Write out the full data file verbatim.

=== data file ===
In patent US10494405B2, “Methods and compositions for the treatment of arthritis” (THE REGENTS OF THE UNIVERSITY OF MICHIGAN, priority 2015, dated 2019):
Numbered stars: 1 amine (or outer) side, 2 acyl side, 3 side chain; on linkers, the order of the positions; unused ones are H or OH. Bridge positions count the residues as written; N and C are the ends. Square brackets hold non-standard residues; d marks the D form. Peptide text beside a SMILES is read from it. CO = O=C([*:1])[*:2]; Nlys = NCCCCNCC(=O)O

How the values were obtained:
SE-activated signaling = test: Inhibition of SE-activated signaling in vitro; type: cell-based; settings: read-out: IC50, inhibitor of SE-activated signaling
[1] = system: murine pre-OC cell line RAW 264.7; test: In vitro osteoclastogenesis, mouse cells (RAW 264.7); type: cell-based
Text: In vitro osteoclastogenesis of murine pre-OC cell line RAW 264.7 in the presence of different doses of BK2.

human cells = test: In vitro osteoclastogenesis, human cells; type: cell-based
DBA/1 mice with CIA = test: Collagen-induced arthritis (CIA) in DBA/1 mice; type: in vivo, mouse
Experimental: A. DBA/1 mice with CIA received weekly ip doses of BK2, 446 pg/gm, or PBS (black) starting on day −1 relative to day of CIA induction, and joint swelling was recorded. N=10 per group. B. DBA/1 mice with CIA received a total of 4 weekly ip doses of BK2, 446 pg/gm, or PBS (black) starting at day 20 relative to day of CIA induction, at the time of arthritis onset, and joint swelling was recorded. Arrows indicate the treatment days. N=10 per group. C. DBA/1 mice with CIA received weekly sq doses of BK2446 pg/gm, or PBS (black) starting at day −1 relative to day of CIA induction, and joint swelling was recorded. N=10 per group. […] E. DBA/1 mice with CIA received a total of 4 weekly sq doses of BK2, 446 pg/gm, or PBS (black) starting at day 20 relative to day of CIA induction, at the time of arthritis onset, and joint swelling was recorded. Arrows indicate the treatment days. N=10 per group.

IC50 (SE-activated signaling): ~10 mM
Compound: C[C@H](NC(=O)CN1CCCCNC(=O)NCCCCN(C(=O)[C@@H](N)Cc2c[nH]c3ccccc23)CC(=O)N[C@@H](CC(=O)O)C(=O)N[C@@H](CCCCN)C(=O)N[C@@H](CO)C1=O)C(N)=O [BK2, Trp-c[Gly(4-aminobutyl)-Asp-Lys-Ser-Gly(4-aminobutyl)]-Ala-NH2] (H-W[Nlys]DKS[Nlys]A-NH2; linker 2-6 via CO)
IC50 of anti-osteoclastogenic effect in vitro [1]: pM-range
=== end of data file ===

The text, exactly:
In patent US10494405B2, “Methods and compositions for the treatment of arthritis” (THE REGENTS OF THE UNIVERSITY OF MICHIGAN, priority 2015, dated 2019):
Numbered stars: 1 amine (or outer) side, 2 acyl side, 3 side chain; on linkers, the order of the positions; unused ones are H or OH. Bridge positions count the residues as written; N and C are the ends. Square brackets hold non-standard residues; d marks the D form. Peptide text beside a SMILES is read from it. CO = O=C([*:1])[*:2]; Nlys = NCCCCNCC(=O)O

How the values were obtained:
SE-activated signaling = test: Inhibition of SE-activated signaling in vitro; type: cell-based; settings: read-out: IC50, inhibitor of SE-activated signaling
[1] = system: murine pre-OC cell line RAW 264.7; test: In vitro osteoclastogenesis, mouse cells (RAW 264.7); type: cell-based
Text: In vitro osteoclastogenesis of murine pre-OC cell line RAW 264.7 in the presence of different doses of BK2.

human cells = test: In vitro osteoclastogenesis, human cells; type: cell-based
DBA/1 mice with CIA = test: Collagen-induced arthritis (CIA) in DBA/1 mice; type: in vivo, mouse
Experimental: A. DBA/1 mice with CIA received weekly ip doses of BK2, 446 pg/gm, or PBS (black) starting on day −1 relative to day of CIA induction, and joint swelling was recorded. N=10 per group. B. DBA/1 mice with CIA received a total of 4 weekly ip doses of BK2, 446 pg/gm, or PBS (black) starting at day 20 relative to day of CIA induction, at the time of arthritis onset, and joint swelling was recorded. Arrows indicate the treatment days. N=10 per group. C. DBA/1 mice with CIA received weekly sq doses of BK2446 pg/gm, or PBS (black) starting at day −1 relative to day of CIA induction, and joint swelling was recorded. N=10 per group. […] E. DBA/1 mice with CIA received a total of 4 weekly sq doses of BK2, 446 pg/gm, or PBS (black) starting at day 20 relative to day of CIA induction, at the time of arthritis onset, and joint swelling was recorded. Arrows indicate the treatment days. N=10 per group.

IC50 (SE-activated signaling): ~10 mM
Compound: C[C@H](NC(=O)CN1CCCCNC(=O)NCCCCN(C(=O)[C@@H](N)Cc2c[nH]c3ccccc23)CC(=O)N[C@@H](CC(=O)O)C(=O)N[C@@H](CCCCN)C(=O)N[C@@H](CO)C1=O)C(N)=O [BK2, Trp-c[Gly(4-aminobutyl)-Asp-Lys-Ser-Gly(4-aminobutyl)]-Ala-NH2] (H-W[Nlys]DKS[Nlys]A-NH2; linker 2-6 via CO)
IC50 of anti-osteoclastogenic effect in vitro [1]: pM-range